- Public transportation is provided by the private sector.
- The Outaouais Regional Community Transit Commission (CTCRO) is created.
- The symbol and colours that still represent the Société de transport de l’Outaouais (STO) today are adopted.
- The shares of the three public transit companies operating in the area, which are Hull City Transport, Transport Hull métropolitain and Transport d’écoliers du nord de l’Outaouais, are acquired.
- The agreement on inter-provincial transportation is introduced, ensuring that transfers are interchangeable between the STO and OC Transpo.
- The very first reserved bus lane in the province of Quebec is inaugurated on Gréber.
- The STO’s administration centre at 111 Jean-Proulx is inaugurated.
- The Information service is created.
- The monthly Passe-Partout bus pass made of paper is introduced.
- The Commission awards the contract to provide transportation for persons with disabilities.
- School transportation is discontinued.
- The seven-member Commission is formed, comprising the chairperson of the Outaouais Regional Community (CRO) and one representative from each of the six municipalities served.
- Constance Provost becomes the first chairwoman of the CTCRO.
- The Sagepas (Système automatisé pour la gestion du parc autobus), an automated system for managing the bus fleet, is developed and implemented.
- The Infobus system is introduced that allows riders to call a number to obtain the exact arrival times for the next two buses at a given stop.
- Paper money and pennies are abolished as a payment method.
- Bill 110 takes effect, granting the Société more autonomy, changing the name to the Société de transport de l’Outaouais, and adopting the STO’s new signature.
- Reserved lanes for buses, carpooling and taxis are introduced on Maisonneuve in Hull.
- The Jean-René Monette terminus and park-and-ride facilities are built in Gatineau.
- The Plan intégré des réseaux routier et de transport en commun (comprehensive development plan for rural road networks and public transit) is submitted.
- The first User’s Guide with the schedules for all bus routes is introduced.
- Georges O. Gratton, becomes General Manager, replacing Antoine Grégoire.
- Jacques Lareau, Mayor of Buckingham, replaces Constance Provost as Chairman of the Board of Directors.
- Inter-provincial reserved lanes are introduced on the Portage Bridge.
- The STO celebrates its 25th anniversary.
- The Gréber-Fournier reserved lane is constructed.
- Route 21, the Casino route, is introduced to serve the Casino de Hull and the Canadian Museum of Civilization.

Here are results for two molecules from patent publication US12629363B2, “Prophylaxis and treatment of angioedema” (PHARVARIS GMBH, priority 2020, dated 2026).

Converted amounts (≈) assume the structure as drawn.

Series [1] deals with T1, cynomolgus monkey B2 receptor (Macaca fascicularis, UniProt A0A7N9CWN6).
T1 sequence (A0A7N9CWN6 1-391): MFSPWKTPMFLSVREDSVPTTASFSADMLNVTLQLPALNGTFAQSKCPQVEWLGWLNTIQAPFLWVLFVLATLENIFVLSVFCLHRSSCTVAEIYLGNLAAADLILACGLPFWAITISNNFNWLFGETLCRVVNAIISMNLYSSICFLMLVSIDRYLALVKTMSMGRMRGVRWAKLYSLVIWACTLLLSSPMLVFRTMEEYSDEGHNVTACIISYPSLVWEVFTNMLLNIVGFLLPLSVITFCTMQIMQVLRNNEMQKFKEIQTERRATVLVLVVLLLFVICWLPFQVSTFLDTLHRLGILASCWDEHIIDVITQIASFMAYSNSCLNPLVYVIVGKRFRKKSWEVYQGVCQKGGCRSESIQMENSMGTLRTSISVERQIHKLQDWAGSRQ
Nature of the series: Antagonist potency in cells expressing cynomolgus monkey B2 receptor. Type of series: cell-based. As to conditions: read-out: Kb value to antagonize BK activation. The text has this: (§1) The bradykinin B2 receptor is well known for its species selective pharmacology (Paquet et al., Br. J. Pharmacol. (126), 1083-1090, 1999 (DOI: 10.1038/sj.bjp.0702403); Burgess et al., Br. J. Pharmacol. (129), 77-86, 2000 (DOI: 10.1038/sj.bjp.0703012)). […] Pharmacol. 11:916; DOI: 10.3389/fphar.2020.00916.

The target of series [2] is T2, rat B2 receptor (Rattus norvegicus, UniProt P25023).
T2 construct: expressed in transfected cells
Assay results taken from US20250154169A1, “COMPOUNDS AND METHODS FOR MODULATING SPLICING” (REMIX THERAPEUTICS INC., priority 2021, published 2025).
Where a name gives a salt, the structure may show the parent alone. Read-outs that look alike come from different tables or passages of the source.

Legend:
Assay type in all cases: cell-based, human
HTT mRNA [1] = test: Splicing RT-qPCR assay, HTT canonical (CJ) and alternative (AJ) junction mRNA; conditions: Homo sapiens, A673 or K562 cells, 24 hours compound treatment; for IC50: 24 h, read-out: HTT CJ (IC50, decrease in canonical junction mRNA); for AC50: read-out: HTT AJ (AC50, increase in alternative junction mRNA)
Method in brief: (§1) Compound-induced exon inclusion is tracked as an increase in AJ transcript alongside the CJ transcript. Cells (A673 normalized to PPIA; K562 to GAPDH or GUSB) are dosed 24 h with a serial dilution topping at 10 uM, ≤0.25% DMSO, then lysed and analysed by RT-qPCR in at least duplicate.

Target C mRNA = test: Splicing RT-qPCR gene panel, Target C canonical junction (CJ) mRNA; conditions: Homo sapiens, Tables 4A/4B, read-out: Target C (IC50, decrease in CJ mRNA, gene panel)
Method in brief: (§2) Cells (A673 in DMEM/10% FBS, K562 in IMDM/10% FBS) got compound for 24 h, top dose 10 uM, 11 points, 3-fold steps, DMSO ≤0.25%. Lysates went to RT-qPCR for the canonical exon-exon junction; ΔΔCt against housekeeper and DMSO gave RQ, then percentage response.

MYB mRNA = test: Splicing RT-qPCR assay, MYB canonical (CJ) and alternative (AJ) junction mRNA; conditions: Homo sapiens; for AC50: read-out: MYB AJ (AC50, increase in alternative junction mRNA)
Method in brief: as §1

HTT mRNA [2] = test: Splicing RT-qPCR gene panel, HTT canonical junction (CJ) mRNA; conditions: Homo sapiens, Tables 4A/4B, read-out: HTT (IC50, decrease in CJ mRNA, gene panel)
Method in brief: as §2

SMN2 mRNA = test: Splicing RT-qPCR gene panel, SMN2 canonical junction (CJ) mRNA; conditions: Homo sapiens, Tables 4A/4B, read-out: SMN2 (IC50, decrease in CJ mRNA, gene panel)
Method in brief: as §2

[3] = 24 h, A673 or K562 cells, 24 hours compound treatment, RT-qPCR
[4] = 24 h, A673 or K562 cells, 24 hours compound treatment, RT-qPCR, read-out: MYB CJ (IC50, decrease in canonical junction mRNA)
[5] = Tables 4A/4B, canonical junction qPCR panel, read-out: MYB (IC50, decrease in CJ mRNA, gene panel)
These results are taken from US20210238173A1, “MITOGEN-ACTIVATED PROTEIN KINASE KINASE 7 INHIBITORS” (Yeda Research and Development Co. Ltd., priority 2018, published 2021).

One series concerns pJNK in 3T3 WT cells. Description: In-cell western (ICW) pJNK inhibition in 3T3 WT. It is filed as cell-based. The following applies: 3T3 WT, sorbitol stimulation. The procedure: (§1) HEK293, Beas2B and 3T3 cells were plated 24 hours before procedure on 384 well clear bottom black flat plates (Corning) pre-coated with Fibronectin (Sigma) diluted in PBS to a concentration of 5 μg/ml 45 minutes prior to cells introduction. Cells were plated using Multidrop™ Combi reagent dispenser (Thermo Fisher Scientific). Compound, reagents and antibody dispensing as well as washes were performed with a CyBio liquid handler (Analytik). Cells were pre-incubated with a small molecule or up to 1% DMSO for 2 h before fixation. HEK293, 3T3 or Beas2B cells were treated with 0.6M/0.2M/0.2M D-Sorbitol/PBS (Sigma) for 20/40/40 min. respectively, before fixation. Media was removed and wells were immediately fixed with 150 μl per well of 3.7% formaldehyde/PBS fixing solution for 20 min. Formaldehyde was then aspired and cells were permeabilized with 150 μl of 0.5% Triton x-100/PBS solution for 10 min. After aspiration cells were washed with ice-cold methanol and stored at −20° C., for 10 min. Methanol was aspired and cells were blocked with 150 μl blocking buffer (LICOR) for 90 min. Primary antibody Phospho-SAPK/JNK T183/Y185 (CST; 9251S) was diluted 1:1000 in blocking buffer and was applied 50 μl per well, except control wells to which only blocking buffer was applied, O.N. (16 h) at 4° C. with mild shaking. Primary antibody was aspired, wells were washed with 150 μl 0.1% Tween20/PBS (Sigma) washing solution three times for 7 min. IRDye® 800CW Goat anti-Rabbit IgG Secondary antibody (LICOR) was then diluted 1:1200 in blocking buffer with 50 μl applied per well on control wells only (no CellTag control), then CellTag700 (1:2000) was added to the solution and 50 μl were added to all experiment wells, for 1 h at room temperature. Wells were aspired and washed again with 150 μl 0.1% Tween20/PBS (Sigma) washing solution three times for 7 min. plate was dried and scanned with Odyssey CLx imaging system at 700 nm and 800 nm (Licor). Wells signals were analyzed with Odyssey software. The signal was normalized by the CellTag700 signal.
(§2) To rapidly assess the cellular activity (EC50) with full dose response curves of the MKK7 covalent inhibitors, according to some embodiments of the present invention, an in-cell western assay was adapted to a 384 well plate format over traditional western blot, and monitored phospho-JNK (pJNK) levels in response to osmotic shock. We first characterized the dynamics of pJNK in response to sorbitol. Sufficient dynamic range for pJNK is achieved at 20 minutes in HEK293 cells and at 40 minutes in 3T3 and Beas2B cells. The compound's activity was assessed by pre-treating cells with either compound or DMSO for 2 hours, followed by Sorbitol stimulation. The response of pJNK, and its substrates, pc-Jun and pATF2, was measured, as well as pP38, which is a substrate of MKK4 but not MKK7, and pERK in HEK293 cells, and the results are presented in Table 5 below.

- The Rivermead Park-and-Ride in Aylmer and the Encan Park-and-Ride in Masson-Angers are inaugurated.
- The STO is named the country’s mass transit system of the year at the annual conference of the Canadian Urban Transit Association (CUTA).
- The smart card is gradually introduced among certain groups of riders.
- Claude Bonhomme, City Councillor for Hull, is named the new Chairman of the STO’s Board of Directors, replacing Jacques Lareau.
- The STO is named the official carrier for the Games of La Francophonie 2001.
- The STO sets up an extensive shuttle service for the evening of December 31 to take spectators to the Harmony 2000 show at the Casino de Hull and the festivities on Parliament Hill. The STO carries close to 20,000 passengers during the evening.
- Transport Quebec honours the STO with the Orange award to highlight the excellent services offered.
- The third section of the Rivermead Park-and-Ride in Aylmer is completed.
- The conclusions on the update to the Regional and Interprovincial Rapid Transit System Feasibility Study are presented.
- The Passe-temps, a new one-day bus pass, is created for tourists and occasional riders.
- The STO co-ordinates the transportation logistics and provides travel for spectators, some 5,000 participants, heads of delegations and dignitaries, volunteers and media representatives for the Games of La Francophonie in the Hull-Ottawa region.
- The city council of the new City of Gatineau appoints five representatives to sit on the Board of Directors of the Société de transport de l’Outaouais, effective January 2002.
- Lawrence Cannon is named Chairman of the STO, replacing Claude Bonhomme.
- The STO inaugurates a new customer service point at Les Promenades shopping centre.
- The City of Gatineau appoints a representative for regular public transit patrons, Pierre Benoît, and a representative for paratransit patrons, André Sanche, to the STO’s Board of Directors.
- The STO tests a hybrid electric bus with passengers.
- The first low-floor buses are added to the system.
- The STO introduces the FIDÉLITÉ Program with pre-authorized debit payments for regular public transit patrons.
- The STO holds the first public consultation for the Rapibus.
- Pierre Philion is named Vice-Chairman, and Thérèse Cyr is named a member of the Board of Directors, replacing Luc Montreuil.